Hindu dharma is implicitly at odds with monotheistic intolerance. What is happening in India is a new historical awakening... Indian intellectuals, who want to be secure in their liberal beliefs, may not understand what is going on. But every other Indian knows precisely what is happening: deep down he knows that a larger response is emerging even if at times this response appears in his eyes to be threatening.

Saturday, January 22, 2005

‘Secular’ governments, vying with each other to control Hindu temples

While the ‘secular’ government of India is very eager to take control of the famous and ancient Arunachaleswarar temple in Tiruvannamalai, Tamil Nadu, dedicated to Lord Shiva, as a national heritage monument, with a view to implement its proposed scheme for its development on the lines of the Vaishno Devi shrine in Jammu, and ‘to create an opportunity for its conservation, restoration and preservation through the direct investment by the Government of India’, the ‘secular’ State Government of Tamil Nadu wants to retain its firm grip over Arunachaleswarar, dubbing the Center’s scheme as “ill conceived and unsuitable, attempting to highlight the temple and the town as a tourist centre forgetting the religious aspects involved.” The Tamil Nadu government has opposed the preliminary notification issued by the Archaeological Survey of India (ASI) in the Supreme Court. The State government contended that the notification, if implemented, would affect the temple’s functioning and interfere with the normal day-to-day activities. Further, the larger interest of the devotees was more important than the tourism aspect, which had been projected in the center’s scheme, the state government contended. The ASI was told by the SC to withdraw the temple notification.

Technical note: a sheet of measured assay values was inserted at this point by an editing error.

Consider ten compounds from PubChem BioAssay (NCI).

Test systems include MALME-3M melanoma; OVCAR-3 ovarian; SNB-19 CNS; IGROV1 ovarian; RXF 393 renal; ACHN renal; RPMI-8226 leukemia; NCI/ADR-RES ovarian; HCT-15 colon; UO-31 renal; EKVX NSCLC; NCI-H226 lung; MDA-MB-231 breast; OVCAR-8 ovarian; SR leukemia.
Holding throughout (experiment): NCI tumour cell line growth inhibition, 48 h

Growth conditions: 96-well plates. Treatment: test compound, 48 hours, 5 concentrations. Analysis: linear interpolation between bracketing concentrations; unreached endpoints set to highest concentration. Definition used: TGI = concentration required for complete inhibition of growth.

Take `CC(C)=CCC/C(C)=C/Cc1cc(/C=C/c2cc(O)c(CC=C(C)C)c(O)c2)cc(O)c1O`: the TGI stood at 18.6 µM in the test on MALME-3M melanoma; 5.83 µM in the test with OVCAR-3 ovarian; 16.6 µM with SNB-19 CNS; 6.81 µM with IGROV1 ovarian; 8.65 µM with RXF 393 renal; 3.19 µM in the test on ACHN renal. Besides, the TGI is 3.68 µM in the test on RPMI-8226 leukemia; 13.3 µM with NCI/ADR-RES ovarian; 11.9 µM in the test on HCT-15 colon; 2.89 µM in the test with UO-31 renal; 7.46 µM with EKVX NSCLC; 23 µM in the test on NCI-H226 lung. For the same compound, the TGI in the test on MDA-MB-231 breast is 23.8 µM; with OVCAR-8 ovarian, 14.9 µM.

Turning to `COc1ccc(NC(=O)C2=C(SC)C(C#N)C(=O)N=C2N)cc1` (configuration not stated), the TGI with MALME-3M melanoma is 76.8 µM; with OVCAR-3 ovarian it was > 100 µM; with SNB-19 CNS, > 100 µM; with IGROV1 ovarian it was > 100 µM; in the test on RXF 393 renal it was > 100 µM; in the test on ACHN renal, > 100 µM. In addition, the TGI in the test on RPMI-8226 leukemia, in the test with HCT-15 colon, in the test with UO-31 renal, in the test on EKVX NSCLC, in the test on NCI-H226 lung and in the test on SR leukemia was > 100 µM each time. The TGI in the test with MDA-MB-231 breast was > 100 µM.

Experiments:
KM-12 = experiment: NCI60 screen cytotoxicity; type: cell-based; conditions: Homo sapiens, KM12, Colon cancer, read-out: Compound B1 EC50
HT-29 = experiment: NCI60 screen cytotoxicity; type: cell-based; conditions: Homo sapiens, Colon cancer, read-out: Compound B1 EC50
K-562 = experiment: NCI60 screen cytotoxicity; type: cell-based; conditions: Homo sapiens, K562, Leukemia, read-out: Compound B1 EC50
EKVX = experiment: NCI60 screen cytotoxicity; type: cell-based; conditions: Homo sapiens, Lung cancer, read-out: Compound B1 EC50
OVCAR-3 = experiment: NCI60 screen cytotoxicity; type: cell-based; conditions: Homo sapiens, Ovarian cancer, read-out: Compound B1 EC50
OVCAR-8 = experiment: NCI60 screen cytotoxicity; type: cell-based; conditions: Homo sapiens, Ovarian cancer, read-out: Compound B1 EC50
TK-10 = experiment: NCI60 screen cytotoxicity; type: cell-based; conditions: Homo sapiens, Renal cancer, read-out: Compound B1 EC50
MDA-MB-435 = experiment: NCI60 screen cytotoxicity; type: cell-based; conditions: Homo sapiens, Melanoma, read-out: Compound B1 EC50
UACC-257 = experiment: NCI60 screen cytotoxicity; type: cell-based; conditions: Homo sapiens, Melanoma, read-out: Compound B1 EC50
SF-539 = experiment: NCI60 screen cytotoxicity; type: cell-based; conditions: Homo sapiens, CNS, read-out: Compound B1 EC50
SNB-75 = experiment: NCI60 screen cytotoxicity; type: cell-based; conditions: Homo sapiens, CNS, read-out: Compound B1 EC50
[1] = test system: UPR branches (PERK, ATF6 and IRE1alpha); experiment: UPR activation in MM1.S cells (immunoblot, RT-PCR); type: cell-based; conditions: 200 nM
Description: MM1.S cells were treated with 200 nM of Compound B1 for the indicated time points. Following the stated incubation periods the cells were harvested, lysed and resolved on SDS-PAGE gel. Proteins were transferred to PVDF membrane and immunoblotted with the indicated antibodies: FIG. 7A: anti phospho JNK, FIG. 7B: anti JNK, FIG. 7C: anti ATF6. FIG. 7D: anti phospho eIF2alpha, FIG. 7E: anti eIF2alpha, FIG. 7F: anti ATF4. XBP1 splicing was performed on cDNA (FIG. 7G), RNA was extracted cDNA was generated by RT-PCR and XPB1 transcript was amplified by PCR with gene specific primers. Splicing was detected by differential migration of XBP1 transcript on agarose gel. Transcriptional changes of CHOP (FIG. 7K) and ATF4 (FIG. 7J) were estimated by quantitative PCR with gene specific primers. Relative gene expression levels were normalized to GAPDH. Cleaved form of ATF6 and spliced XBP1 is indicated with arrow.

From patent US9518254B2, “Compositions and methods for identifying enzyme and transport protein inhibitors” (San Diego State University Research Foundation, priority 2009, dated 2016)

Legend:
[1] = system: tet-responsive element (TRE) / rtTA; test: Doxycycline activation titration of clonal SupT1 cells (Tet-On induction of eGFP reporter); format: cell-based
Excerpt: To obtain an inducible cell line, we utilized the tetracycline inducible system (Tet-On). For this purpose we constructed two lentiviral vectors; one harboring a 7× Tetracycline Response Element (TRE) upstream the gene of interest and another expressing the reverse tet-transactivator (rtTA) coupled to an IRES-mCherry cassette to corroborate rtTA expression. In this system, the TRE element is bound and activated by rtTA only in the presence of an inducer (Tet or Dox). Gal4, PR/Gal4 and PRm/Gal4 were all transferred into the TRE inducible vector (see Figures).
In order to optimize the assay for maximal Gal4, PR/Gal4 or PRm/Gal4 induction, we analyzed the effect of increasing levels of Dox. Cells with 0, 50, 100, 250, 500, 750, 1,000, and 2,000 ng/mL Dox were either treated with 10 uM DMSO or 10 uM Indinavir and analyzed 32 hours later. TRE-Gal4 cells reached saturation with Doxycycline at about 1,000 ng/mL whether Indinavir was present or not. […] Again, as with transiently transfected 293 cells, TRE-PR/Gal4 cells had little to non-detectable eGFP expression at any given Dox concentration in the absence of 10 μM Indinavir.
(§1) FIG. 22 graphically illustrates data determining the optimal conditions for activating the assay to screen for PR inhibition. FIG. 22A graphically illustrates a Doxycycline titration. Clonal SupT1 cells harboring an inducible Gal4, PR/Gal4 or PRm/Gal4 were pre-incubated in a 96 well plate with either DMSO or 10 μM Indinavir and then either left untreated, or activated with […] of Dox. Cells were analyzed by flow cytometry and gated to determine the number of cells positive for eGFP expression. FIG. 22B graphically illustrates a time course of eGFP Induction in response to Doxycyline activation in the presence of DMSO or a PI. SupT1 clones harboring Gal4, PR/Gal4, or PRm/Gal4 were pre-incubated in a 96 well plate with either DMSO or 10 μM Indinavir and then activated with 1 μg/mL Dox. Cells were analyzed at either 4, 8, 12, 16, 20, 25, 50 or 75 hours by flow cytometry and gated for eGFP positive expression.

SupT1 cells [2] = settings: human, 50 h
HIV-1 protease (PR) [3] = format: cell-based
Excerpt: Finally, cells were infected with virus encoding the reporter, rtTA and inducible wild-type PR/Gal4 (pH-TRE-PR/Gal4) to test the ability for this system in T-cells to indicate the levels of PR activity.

Thus, while both the state and central governments are busily engaged in competing with each other to control the Hindu temples, and the state government in particular contends that the centre is interfering with the activities of the temple, the sad irony is that the complacent and negligent Hindus are not at all bothered about their temples, and they are not even prepared to question the ‘secular’ governments, both state and central, as to what business they have to poke their nose into the administration of the Hindu temples; why the so-called ‘secular’ government should control the Hindu temples, and interfere in the affairs of the Hindu religious institutions. Some wonder whether the Hindus have been emasculated!

‘Freedom of religion is a fundamental right, and religion is an inseparable accompaniment of human consciousnesses’, pointed out a legal luminary. ‘Article 25 of the Constitution stands by the citizen’s fundamental freedom to profess, practice and propagate religion… Article 25 and 26 of the Constitution embodied the principles of religious tolerance that had been a characteristic feature of Indian civilization and Article 26 guaranteed to every religious denomination the right to manage its own affairs in matters of religion. It also gave them the right to establish and maintain institutions for religious purposes.’ But in reality and in practice, only minorities in India seem to take full advantage of this provision in the Indian Constitution, while the majority, self-centered Hindus, bereft of social and political consciousness, seem to be contented in their day-to-day ‘bread and butter’ activities! What an irony!

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